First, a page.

Many of the Portland schools that do not have foundations receive Title I funds from the federal government, which is extra money for schools with a high percentage of low-income children. Separate from that, the district’s budget also provides extra money for high-needs kids and students of color, allowing them to hire more teachers and have smaller class sizes.
But the biggest factor in school funding? Enrollment. And Portland elementary enrollment has dropped by 17.3% since the 2018-19 school year, according to district data (“Big Kid on Campus,” WW, April 12).
Some schools have been hit particularly hard, including Alameda, whose enrollment has fallen 26%, a loss of nearly 200 students, over the past five years.
Hollingsworth, Alameda’s foundation chair, has noticed a massive exodus to private schools. “It’s upsetting, but I also understand why families are wanting to go,” she says. “They are fed up with the district and fed up with huge class sizes.”
When students walk away from their neighborhood school, they take their attached funding with them. Fewer students mean fewer teachers and, paradoxically, larger class sizes.
All three classes of Alameda’s second grade have 30 or 31 students in them, Hollingsworth says. Districtwide, the median class size in second grade is 21, according to Portland Public Schools data.
Schools are still dealing with well-documented pandemic effects, such as learning loss and behavioral challenges.
“What’s not being discussed is the mental health crisis that is happening,” Hollingsworth says. “Whether it’s in the form of smaller class sizes or more educational assistants, we just need more help with students.”
One of the reform camp’s ideas is to do away with foundations and instead have one central fund to which parents can donate. Gary Hollands, vice chair of the Portland School Board, has floated the idea of one huge auctionlike social event at Moda Center.
Ingram, whose background is in professional fundraising, is skeptical about moving to a central fund too quickly.
“That’s a massive risk,” Ingram says. “You don’t have the relationships. Parents love the fact that they know where their money is going. Just like people vote in their best interest, they also give in their best interest.”
Board member Julia Brim-Edwards hopes that an $8 million line item in Superintendent Guadalupe Guerrero’s budget will help keep the peace, at least for one year, if adopted next month. The money—about $120,000 per school—comes from leftover pandemic funds and with a lot of asterisks about how schools with foundations can use it.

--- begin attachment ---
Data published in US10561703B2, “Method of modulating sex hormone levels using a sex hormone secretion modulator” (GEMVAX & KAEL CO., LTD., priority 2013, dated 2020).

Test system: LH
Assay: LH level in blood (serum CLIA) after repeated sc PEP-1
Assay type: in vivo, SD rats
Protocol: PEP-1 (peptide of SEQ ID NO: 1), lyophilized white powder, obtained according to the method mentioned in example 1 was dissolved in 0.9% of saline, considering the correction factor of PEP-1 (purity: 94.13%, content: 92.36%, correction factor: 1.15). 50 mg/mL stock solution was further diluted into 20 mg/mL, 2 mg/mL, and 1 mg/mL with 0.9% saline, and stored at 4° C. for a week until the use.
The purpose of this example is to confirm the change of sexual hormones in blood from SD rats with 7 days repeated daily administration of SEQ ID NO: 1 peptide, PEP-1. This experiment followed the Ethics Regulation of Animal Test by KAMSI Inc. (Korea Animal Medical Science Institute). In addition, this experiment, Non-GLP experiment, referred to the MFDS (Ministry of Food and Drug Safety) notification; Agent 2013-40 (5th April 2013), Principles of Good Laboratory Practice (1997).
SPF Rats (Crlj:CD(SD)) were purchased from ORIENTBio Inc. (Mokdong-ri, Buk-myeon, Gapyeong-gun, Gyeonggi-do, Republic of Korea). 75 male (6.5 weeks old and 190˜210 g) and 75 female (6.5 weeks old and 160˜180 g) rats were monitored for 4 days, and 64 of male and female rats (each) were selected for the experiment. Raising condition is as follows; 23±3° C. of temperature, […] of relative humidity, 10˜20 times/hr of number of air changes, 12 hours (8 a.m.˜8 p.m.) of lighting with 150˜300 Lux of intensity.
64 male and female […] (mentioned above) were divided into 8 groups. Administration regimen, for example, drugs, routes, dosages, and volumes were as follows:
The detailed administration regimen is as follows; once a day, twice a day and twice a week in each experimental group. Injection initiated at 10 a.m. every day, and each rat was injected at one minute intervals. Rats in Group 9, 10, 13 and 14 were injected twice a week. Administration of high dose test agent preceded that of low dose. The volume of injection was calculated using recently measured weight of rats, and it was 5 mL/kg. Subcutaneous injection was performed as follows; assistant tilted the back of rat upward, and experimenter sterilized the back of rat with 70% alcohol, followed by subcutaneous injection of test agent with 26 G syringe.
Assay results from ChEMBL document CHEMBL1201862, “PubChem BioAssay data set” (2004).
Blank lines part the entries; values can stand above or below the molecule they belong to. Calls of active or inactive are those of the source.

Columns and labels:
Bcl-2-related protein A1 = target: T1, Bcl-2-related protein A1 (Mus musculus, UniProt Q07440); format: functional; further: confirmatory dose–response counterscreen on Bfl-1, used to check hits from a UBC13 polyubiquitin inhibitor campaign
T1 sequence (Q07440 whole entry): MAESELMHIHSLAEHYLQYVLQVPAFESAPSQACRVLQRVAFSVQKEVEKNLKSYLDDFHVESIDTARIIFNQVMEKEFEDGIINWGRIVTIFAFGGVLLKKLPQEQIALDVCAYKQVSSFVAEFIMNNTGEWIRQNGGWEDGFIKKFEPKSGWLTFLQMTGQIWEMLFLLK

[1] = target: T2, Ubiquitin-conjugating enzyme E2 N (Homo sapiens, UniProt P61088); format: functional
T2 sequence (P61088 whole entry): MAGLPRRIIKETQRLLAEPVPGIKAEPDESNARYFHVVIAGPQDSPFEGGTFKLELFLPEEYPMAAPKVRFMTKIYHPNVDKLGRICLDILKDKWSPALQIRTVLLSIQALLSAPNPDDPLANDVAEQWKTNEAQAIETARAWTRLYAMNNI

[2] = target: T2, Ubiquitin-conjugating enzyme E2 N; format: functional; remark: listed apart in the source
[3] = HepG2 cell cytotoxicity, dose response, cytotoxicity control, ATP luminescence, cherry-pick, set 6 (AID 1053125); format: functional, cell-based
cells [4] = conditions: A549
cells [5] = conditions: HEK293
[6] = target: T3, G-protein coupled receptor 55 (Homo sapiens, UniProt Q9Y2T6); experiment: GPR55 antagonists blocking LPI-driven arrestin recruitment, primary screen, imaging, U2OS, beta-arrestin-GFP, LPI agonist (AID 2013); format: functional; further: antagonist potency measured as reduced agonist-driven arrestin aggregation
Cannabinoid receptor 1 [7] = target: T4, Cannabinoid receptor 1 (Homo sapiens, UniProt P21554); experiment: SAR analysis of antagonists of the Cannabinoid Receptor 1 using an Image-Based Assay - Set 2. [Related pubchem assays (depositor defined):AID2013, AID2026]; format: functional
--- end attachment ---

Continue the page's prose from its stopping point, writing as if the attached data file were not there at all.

“The most equitable thing to do is go down to Salem and advocate for more school funding or support the local option,” Brim-Edwards says, referring to a special levy that would raise extra property taxes for schools. “Because that is a way to help all school communities.”
Parents on both sides of the debate agree that after years of “talking to each other through the media,” as Ingram at Rieke describes it, they are finally communicating. The ice was broken after an April 12 meeting at district headquarters in which a group of about a dozen parents and School Board members talked informally for 90 minutes as custodians swept up around them and turned off the lights.
Since then, the groups have been working together to write a proposal that will revise the school district’s foundation policy. Hollingsworth uses words like “collaborative” and “civil” and “hopeful.”
“At the end of the day we all want the same thing,” Hollingsworth says. “All we want is better funding for our kids.”
In the 2021-22 school year, Portland school foundations raised $2.76 million. Here are the 15 top-earning foundations that year, according to the Fund for Portland Public Schools. After the first $10,000, a school can keep two-thirds of money raised. The remaining third goes to the Fund for PPS and is distributed to schools without foundations: $10,000 to elementary, $15,000 to middle and $20,000 to high schools.
Forest Park ES
Source: Fund for Portland Public Schools